Synopsis: Sentinels swarm. Smith clones. Neo flies… but perhaps not even a Chosen One gifted with astonishing new powers can stop the advance of the Machines.
Neo. Morpheus. Trinity. They’re back for the powerful second chapter of The Matrix trilogy, and exciting new allies join them in the struggle against foes who are cloned, upgraded and closing in on humanity’s last enclave. Back, too, are the Wachowski Brothers and producer Joel Silver, expanding their vision with a spectacle that rocks the senses, probes the heart and shapes filmmaking’s tomorrows. What is the Matrix? The answers lead to more worlds of bold possibility – and to a destiny that passes from revelations to Revolutions.
The Matrix Reloaded 6.75
eyelights: the stylishness of the picture. its pulse-pounding electro soundtrack.
eyesores: the unrealistic CGI characters. the overabundance of CGI. the non-stop, over-the-top action sequences. the characters’ non-dialogues. Jada Pinkett. the cheesy dance-a-thon/love-making scene.
There is no spoon-er.
‘The Matrix‘ was one of the biggest commercial and critical successes of 1999. It netted well over 400 million dollars at the box office, and was the first movie to sell more than 1 million copies on DVD – eventually selling more than 30 million copies. It also garnered a large number of awards internationally. It has made a permanent imprint on our culture.
Question: How can filmmakers follow-up such a massive success story?
Answer: Make another one, but bigger. And LOUDER. Give fans more of the same. But more so.
And so we have ‘The Matrix Reloaded’, which was unleashed on the masses in 2003. It became the biggest earner of the series, bringing in 300 million more smackeroos than the original. However, it was also received with some disappointment by both critics and the cinema-going public – part of which may have been due to heightened expectations.
For me, the problem is excess: excessive action, excessive use of CGI, excessive esoteric pseudo-philosophical musings. Unlike the Hollywood dream factory, I simply don’t believe that more is necessarily better. Sometimes more is overkill. And this is what happens with ‘The Matrix Reloaded’: its only ambition is to awe, not to be the natural extension of its predecessor.
There’s a reason why ‘The Empire Strikes Back’ is frequently cited as a superb sequel: it doesn’t just amp up what worked in ‘Star Wars’ – it takes it to a logical next step. It doesn’t follow the same patterns while giving them a new spin and catering to audience expectations. If it had, it would have been ‘Return of the Jedi’ (Oops. Did I write that out loud?).
Another example of a sequel that failed because it tried to outdo its predecessor is ‘The Dark Knight Rises‘. The smart thing to do would have been to pull back and do another chapter like ‘Batman Begins’, showing off Batman’s cleverness, working the shadows – not do a balls-out extravaganza. And then come back for a fourth one that maybe ratches it up a bit.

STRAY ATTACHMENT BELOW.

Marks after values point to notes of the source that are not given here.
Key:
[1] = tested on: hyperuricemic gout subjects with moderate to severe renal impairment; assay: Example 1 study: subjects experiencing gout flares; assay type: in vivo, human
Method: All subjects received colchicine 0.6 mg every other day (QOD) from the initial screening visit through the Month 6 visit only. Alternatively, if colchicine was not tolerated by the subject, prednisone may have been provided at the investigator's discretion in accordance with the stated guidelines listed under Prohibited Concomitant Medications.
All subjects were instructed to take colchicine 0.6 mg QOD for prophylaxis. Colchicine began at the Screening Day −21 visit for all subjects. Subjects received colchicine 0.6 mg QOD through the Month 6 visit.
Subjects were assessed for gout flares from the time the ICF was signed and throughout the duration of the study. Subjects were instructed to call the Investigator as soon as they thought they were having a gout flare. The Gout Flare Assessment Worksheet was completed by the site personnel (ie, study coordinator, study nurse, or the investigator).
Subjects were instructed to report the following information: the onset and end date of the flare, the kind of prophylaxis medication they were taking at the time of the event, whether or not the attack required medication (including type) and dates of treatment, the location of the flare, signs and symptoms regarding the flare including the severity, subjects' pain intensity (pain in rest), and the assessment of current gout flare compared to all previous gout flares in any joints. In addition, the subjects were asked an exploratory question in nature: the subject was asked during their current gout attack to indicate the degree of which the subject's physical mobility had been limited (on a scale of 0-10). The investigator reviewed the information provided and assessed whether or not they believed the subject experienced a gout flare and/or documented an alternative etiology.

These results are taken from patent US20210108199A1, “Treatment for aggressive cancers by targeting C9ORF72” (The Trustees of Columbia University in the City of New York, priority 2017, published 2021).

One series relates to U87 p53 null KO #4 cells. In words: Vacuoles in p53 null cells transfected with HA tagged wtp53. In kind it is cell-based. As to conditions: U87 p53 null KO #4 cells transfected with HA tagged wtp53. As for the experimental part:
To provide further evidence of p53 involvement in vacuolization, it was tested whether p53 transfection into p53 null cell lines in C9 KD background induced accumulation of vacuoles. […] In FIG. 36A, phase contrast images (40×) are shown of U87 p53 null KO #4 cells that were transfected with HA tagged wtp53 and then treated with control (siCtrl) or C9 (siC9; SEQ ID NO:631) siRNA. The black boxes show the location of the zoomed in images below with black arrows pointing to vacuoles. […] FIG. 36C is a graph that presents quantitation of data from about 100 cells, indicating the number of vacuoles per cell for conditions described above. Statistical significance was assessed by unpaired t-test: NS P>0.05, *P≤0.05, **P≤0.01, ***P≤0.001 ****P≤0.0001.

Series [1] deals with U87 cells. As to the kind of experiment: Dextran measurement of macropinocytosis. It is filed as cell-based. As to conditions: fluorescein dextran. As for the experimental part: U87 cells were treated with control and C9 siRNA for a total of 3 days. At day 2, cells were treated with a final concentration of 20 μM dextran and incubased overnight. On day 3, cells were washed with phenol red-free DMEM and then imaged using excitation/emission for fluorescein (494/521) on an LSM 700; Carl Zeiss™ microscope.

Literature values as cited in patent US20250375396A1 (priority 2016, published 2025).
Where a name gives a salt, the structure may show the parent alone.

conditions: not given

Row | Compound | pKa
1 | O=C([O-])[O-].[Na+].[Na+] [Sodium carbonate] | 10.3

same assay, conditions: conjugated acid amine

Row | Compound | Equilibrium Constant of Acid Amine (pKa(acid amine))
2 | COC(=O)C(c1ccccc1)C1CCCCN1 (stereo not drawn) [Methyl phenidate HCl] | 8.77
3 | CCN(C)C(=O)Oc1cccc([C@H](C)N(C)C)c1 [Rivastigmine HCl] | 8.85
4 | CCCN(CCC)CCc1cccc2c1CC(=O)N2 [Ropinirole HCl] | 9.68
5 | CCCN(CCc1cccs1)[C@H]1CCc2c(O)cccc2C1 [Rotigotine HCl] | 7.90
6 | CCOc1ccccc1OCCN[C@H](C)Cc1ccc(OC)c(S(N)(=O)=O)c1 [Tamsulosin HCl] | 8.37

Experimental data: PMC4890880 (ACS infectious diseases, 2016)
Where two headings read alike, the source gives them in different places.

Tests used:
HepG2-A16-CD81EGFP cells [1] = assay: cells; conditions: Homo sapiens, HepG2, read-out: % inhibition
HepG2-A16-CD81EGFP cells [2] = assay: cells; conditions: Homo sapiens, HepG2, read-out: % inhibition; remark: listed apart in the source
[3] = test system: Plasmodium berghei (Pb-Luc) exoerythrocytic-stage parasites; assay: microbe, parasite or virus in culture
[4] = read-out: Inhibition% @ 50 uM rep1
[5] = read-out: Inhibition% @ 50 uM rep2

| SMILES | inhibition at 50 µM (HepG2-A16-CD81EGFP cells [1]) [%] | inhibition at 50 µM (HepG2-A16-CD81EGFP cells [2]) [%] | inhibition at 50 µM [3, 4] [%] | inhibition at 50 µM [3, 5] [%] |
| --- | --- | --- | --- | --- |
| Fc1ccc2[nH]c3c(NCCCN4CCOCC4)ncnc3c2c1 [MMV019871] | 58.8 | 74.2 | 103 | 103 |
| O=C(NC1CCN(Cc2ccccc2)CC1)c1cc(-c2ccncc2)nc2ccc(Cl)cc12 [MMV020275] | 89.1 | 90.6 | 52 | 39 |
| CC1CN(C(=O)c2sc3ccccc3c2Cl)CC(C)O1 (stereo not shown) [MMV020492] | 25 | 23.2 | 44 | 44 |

‘The Matrix Reloaded’ is just plain nuts. It begins with a sequence involving Trinity flying through the air on a motorcycle, which she procedes to drop onto a guard station (which naturally explodes, as it was likely filled with explosives), and then gunfights her way through a haze of bullets that never seem to hit her – even at close range. I actually laughed at the absurdity of it all.
It gets even nutser from there. We’re talking a seemingly endless highway chase with gunfights and crashes that is like the one in ‘Terminator 2’, but on super-steroids. Or an extended hand-to-hand combat sequence that pits Neo against 80 copies of Smith in a closed off courtyard. Everything else, including the lengthy exposition sequences, is wrapped up in the promise of showy action.
There’s just no subtlety in this picture.
Look, don’t get me wrong: these action sequences are impressive to look at. But they’re so hyperbolic that the viewer is removed from the action – we aren’t invested because it’s clearly a spectacle and, thus, it is of little consequence. Further to that, in focusing on the visceral side of the picture so much, the Wachowskis forgot to pay attention to details, continuity, logic. It’s merely dumb fun.
And when they attempt to introduce some intellectual fodder in their otherwise mind-numbing thrill ride, they toss concepts that aren’t fully fleshed out at the audience; despite the interminable length of their exchanges the characters never really get to the point or make it clear enough that the average person will be able to follow. It all just zips by breezily without looking back.
“Your life is the sum of a remainder of an unbalanced equation inherent to the programming of the matrix.”
A lot of it is just pretentious BS that the Wachowskis put in their film thinking that they were being all clever, but are only half-baked ideas. If you’re going to blow the audience’s mind, you need to do it right: either be cryptic and let the clever ones figure it out, or lay it all out and show the simpler ones the way. You can’t do neither and just throw nonsense at people like that.
To make matters worse, in all their pseudo-philosophical exchanges, no one EVER answers a direct question directly. Ever. They always answer with non-answers such as “Because”, or “You know”… that sort of crap. Frankly, it’s a really lazy way for the writers to wrap up those exchanges, by not providing explanations instead of wracking their brains to make all the pieces fit.